— Britain at Bay • Spenser Wilkinson

... basis of the plan which was finally adopted. We have been obliged to retrench several letters which relate to projects analogous to those presented at various periods by M. de Lafayette. It was at length determined to send an auxiliary corps even stronger than he had hoped to obtain. As to himself, he was to precede it to America, ...
— Memoirs, Correspondence and Manuscripts of General Lafayette • Lafayette

... and Romeo. Scarcely any sign of improvement appears yet in the art of novel-writing; nothing but mediaeval romances continue to issue from the press; it is even difficult to foresee an epoch in which something analogous to the actual novel might be produced in England. Contrary to what was taking place in France at the same time, that period seemed far off. In reality, however, it was near at hand; the great age of English literature, the age of Elizabeth and of Shakespeare, ...
— The English Novel in the Time of Shakespeare • J. J. Jusserand

... included in the above list, the two which most attract attention are those "On the Oil of Bitter Almonds" and "On Uric Acid." In the former it was shown for the first time that in analogous carbon compounds there are groups which remain unchanged, though the compounds containing them may, in other respects, undergo a variety of changes. This is the conception of radicals or residues as we use it at the present day. It cannot be denied that this conception has done very much ...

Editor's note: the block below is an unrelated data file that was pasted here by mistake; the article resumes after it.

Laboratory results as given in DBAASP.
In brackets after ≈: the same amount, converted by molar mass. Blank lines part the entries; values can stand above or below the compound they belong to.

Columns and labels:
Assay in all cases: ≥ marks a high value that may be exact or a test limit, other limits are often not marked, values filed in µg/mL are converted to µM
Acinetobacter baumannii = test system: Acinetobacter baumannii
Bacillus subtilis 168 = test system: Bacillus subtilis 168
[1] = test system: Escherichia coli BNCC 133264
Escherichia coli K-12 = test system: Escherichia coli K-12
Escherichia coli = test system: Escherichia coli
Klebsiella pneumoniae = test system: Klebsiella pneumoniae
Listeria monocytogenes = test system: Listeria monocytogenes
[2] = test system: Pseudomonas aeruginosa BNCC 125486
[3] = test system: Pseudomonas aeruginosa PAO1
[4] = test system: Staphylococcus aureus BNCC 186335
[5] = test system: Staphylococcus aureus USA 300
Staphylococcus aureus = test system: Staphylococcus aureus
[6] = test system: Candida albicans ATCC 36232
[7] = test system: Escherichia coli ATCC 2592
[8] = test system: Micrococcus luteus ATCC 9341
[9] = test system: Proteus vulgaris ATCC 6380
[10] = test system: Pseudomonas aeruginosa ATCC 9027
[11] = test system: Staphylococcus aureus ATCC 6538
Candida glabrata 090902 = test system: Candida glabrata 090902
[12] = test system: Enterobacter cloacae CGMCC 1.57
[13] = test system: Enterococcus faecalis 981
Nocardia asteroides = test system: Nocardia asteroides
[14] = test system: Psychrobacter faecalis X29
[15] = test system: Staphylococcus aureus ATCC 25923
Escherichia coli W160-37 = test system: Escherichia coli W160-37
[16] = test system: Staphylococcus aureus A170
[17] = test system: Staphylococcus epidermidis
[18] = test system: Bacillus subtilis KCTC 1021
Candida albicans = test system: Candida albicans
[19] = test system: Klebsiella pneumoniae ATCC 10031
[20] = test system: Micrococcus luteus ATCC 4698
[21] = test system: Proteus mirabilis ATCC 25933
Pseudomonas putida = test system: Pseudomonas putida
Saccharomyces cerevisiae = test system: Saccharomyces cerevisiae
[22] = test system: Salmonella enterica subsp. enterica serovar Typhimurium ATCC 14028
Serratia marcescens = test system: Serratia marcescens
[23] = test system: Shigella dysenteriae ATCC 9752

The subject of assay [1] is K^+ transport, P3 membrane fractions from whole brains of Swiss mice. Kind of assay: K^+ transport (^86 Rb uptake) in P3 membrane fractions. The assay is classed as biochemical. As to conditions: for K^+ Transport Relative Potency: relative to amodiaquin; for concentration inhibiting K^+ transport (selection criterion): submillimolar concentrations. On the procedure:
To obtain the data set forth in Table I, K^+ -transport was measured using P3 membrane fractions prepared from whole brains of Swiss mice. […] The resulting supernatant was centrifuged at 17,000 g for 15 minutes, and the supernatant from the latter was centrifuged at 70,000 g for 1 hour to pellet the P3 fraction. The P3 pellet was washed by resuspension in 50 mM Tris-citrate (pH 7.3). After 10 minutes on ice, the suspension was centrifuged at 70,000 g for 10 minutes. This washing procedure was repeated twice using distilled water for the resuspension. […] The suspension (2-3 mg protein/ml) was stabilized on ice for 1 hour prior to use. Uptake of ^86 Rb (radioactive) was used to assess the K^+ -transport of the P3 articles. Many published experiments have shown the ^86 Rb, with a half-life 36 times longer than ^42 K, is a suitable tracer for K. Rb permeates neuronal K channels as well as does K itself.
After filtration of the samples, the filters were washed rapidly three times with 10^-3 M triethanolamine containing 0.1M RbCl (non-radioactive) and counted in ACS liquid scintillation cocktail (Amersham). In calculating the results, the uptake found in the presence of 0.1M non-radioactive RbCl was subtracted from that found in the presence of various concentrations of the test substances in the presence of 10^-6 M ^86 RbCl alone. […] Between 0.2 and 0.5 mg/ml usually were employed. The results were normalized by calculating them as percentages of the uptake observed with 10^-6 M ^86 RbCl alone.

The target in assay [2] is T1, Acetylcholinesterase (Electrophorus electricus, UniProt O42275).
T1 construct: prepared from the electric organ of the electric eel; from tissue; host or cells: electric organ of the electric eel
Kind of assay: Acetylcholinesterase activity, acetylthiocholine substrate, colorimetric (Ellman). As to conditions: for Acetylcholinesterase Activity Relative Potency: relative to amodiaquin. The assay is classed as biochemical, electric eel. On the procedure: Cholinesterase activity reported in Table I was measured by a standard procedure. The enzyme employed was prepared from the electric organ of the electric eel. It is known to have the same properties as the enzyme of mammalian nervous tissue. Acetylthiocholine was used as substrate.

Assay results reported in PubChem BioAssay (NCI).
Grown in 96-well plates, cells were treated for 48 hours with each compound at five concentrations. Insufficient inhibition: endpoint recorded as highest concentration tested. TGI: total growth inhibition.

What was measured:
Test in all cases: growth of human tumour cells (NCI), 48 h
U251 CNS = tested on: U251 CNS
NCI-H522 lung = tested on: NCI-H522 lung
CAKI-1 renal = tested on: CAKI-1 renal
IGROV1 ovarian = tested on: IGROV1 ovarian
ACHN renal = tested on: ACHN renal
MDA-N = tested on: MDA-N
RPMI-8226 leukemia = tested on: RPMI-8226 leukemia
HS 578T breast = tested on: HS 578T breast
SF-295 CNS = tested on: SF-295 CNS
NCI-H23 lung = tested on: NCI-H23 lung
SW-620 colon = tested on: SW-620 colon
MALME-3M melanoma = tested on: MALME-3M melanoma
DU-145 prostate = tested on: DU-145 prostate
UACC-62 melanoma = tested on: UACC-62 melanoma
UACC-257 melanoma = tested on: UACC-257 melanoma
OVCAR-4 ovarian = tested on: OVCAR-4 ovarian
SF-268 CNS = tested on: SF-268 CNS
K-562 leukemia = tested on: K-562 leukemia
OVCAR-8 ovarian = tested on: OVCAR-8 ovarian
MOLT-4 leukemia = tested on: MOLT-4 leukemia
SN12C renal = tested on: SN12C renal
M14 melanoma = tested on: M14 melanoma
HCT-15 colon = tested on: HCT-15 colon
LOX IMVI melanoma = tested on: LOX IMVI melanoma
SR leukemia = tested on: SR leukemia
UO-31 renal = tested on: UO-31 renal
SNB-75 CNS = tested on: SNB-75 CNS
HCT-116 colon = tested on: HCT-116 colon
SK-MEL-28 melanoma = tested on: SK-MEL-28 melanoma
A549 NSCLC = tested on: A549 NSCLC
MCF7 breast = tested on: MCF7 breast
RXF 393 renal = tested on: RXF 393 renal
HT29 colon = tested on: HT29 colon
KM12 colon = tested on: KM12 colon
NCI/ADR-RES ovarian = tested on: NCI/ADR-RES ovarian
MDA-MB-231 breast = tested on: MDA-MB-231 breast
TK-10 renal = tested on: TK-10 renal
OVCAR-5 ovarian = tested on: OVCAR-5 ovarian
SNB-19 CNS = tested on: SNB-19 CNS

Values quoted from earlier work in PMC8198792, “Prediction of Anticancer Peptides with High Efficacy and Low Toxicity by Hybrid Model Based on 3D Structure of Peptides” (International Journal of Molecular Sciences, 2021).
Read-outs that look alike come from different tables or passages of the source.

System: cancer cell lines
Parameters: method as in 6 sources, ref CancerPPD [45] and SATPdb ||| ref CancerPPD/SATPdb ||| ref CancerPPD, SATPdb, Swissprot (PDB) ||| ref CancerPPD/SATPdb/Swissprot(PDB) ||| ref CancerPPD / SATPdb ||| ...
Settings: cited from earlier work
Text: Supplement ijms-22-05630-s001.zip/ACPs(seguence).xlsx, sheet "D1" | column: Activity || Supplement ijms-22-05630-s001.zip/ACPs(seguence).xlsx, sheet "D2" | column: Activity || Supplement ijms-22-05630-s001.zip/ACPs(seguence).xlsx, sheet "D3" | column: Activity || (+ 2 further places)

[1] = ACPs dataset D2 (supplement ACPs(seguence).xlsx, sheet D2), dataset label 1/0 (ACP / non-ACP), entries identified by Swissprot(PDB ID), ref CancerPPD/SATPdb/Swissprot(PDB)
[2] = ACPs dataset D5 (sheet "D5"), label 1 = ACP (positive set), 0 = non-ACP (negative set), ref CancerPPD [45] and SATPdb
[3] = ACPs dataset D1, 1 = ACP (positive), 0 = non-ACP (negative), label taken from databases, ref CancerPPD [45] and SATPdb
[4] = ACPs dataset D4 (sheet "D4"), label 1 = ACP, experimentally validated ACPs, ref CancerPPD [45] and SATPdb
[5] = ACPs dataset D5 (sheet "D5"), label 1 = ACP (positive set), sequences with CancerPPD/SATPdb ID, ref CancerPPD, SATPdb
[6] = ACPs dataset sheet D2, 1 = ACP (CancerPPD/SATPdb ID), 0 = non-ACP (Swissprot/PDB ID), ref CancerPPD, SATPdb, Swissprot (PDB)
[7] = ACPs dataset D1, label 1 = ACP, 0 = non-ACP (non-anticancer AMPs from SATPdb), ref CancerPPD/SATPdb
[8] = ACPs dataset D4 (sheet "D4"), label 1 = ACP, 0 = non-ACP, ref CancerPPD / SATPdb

— Scientific American Supplement, No. 365, December 30, 1882 • Various

... meaning between the adjective and the adverb seems analogous to that between the adjectives proper, regular, &c., and the same words when used in the ...
— Notes and Queries, Number 51, October 19, 1850 • Various

... with her hand upon her own bosom, looking at the girl, as one afflicted with a diseased part might curiously watch the dissection and exposition of an analogous case. ...
— Little Dorrit • Charles Dickens

... merely mentions, under the article aphthae, that the latter sometimes spread around the fraenum and tongue, occasionally corroding the subjacent parts. He is so far from giving a clear description, under the head of Aphthae Serpentes, of any affection analogous to that we are about to record, that he quotes GALEN as remarking, very properly, that these are not aphthae at ...
— North American Medical and Surgical Journal, Vol. 2, No. 3, July, 1826 • Various

... and pathetic emotion. And this emotion, crystallized so beautifully by Stevenson in one of his essays in Memories and Portraits, must have been felt, too, by many other exiles wandering in foreign parts; for surely an analogous feeling has been experienced sometimes by every traveller of sensitive and imaginative temperament, particularly the traveller exiled irrevocably from his home and longing passionately to see it. Horatius, about to plunge into the Tiber, addressed it as his father and god, charging ...
— Hero Tales and Legends of the Rhine • Lewis Spence

... to the Idean Zeus in Crete, to Demeter at Eleusis, to the Cabairi in Samothrace, and Dionysos at Delphi and Thebes, Grote observes: "That they were all to a great degree analogous, is shown by the way in which they necessarily run together and become confused in the ...
— The God-Idea of the Ancients - or Sex in Religion • Eliza Burt Gamble